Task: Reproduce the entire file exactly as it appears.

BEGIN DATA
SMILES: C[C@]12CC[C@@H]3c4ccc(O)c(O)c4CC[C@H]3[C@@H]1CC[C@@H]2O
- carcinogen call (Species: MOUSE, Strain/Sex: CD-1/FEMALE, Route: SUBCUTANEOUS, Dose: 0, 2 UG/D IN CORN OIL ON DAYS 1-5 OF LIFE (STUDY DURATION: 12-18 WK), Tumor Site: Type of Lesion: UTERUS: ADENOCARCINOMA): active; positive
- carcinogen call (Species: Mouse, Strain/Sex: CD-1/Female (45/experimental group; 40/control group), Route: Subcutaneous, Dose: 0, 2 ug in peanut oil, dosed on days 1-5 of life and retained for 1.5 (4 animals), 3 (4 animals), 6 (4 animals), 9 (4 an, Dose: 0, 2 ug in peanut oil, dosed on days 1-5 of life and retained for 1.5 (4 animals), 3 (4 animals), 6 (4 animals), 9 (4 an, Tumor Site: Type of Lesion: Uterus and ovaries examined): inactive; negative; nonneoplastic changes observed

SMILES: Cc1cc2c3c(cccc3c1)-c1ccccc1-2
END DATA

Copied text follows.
SMILES: C[C@]12CC[C@@H]3c4ccc(O)c(O)c4CC[C@H]3[C@@H]1CC[C@@H]2O
- carcinogen call (Species: MOUSE, Strain/Sex: CD-1/FEMALE, Route: SUBCUTANEOUS, Dose: 0, 2 UG/D IN CORN OIL ON DAYS 1-5 OF LIFE (STUDY DURATION: 12-18 WK), Tumor Site: Type of Lesion: UTERUS: ADENOCARCINOMA): active; positive
- carcinogen call (Species: Mouse, Strain/Sex: CD-1/Female (45/experimental group; 40/control group), Route: Subcutaneous, Dose: 0, 2 ug in peanut oil, dosed on days 1-5 of life and retained for 1.5 (4 animals), 3 (4 animals), 6 (4 animals), 9 (4 an, Dose: 0, 2 ug in peanut oil, dosed on days 1-5 of life and retained for 1.5 (4 animals), 3 (4 animals), 6 (4 animals), 9 (4 an, Tumor Site: Type of Lesion: Uterus and ovaries examined): inactive; negative; nonneoplastic changes observed

SMILES: Cc1cc2c3c(cccc3c1)-c1ccccc1-2